In The News

My Edmonds News
Around 40 people gathered in the sanctuary at the Edmonds United Methodist Church Thursday evening to learn the truth about homelessness in Snohomish County from a panel of experts, including YWCA staff and former clients. The forum aimed to debunk many falsities about homelessness.
Seattle Times
From academia to corporate America, women of color often face additional challenges at work. On Maria Chavez Wilcox’s desk is a printout of “Fearless Girl” in front of the iconic Wall Street charging-bull sculpture. She says it’s her daily reminder to stand strong in the face of all opposition.
KOMO 4
Seattle city leaders laid out new rules for storing guns they claim will save lives on Thursday afternoon. During the announcement at the YWCA, the Seattle Mayor Jenny Durkan said irresponsibly stored guns are more likely to be used robberies, shootings and fall in the hands of domestic abusers.
The Seattle Channel
Introduced by YWCA CEO Maria Chavez Wilcox, Mayor Jenny A. Durkan and Seattle Police Chief Carmen Best announced new guidelines for responsibly storing guns in Seattle. During the announcement, Durkan also announced $6.4 million in awards for community-based organizations providing services for survivors of gender-based violence.
Seattle Business Magazine
This week's Daring Woman is Alicia Crank, a corporate relations officer at YWCA Seattle | King | Snohomish. Crank wants women to speak up and not be afraid to go toe to toe with their male colleagues. "Turn obstacles into opportunities. Don’t let the concept of being told 'no' deter you from trying anyway. Own your experiences."
My Edmonds News
Volunteers from Edmonds-based First Financial Northwest Bank and the Edmonds Young Professionals group were among those who assisted with YWCA Seattle | King | Snohomish's School Days school supply and backpack drive. "We are so thankful for our volunteers and donors who make this possible."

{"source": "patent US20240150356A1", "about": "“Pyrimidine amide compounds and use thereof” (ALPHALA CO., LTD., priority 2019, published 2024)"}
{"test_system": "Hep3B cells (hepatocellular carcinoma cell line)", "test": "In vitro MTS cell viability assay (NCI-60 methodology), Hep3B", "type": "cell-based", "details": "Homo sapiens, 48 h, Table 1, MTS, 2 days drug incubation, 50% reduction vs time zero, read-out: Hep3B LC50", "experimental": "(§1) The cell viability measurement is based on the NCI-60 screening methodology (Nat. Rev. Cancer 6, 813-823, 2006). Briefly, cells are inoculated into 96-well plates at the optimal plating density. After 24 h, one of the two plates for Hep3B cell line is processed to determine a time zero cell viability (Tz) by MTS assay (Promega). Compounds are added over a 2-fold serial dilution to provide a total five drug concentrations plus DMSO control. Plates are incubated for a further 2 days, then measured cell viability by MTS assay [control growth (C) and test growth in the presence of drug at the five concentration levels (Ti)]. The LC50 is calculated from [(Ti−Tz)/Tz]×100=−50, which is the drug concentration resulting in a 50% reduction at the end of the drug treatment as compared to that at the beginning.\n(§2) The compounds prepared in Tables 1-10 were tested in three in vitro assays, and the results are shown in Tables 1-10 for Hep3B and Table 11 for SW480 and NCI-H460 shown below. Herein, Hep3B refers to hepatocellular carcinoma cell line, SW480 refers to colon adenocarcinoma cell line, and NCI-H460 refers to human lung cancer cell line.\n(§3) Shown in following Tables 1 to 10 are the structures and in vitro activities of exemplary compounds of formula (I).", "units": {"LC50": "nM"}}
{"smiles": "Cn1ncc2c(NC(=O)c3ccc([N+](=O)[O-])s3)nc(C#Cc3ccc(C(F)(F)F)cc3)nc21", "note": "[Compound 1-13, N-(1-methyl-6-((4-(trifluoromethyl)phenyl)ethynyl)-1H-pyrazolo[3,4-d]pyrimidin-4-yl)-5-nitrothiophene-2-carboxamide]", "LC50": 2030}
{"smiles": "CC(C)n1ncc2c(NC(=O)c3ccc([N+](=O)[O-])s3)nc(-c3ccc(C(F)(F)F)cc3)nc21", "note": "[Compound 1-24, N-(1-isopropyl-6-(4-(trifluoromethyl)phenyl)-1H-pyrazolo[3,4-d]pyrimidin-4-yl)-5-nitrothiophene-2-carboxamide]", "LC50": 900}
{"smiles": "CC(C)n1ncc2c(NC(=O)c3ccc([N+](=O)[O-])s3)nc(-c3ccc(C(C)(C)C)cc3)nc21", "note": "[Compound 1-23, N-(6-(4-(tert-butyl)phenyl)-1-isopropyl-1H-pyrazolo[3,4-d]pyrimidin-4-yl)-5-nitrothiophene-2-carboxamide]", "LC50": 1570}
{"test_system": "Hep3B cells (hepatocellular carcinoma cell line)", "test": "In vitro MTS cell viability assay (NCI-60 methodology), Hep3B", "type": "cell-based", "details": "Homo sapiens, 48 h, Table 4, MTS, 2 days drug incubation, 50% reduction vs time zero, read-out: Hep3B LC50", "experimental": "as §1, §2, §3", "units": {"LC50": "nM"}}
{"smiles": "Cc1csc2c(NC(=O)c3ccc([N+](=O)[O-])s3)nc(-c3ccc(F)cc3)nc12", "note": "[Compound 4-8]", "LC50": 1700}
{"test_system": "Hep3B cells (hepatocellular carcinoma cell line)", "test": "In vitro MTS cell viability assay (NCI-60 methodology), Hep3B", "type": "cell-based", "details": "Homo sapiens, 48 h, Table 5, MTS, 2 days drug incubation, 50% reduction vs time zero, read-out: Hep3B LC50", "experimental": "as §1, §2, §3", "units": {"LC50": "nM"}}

Futurity
The Labor Archives of Washington include thousands of images, documents, and records—from pre-WWII cannery workers posing in solidarity to the current campaign for the $15 minimum wage. Here’s a selection for Labor Day, including archival images from YWCA's history.
The Herald
Seven volunteers recently helped the YWCA with its School Days backpack drive. Volunteers on Aug. 21 packed 135 backpacks with school supplies in just two hours. YWCA School Days expects to deliver over 1,800 backpacks in all to children who use its programs in Snohomish County.
ParentMap
“How do homeless families with young children do it?” That's the question ParentMap received from a curious reader as part of #SeaHomeless. The project, which this year involved eight local media outlets including ParentMap and received hundreds of crowdsourced questions, aims to answer what readers want to know about homelessness in our city.
KUOW
Six more women have come forward with allegations of sexual misconduct and assault against David Meinert, the Seattle nightlife entrepreneur. The addition of these women’s stories makes 11 accusers total. They span the years 2001 to 2015. Riddhi Mukhopadhyay, legal director of YWCA's Sexual Violence Legal Services, provides insight into the experience of sexual assault survivors.
Puget Sound Business Journal
For young adults, the Sheri and Les Biller Foundation has a program called BankWork$, launched in 2006, and CareerWork$ Medical, launched in 2017. The programs, operated in the Seattle area in partnership with the YWCA, focus on placing people into high-demand jobs in the banking and medical sectors. The free programs are eight weeks. Following graduation the foundation holds a job fair for students to connect with employers.
The Stranger
King County has seen a 10% increase in housing units affordable to higher income residents since 2014. But in that same time, the number of units for lower income residents has fallen by 13%. That gap means long waits for people experiencing homelessness, and those waits can take a mental and physical toll. “It’s hard on individuals,” said Jeanice Hardy, YWCA Regional Director. Clients seek out shelter while they “wait on that magical call” for housing.
My Edmonds News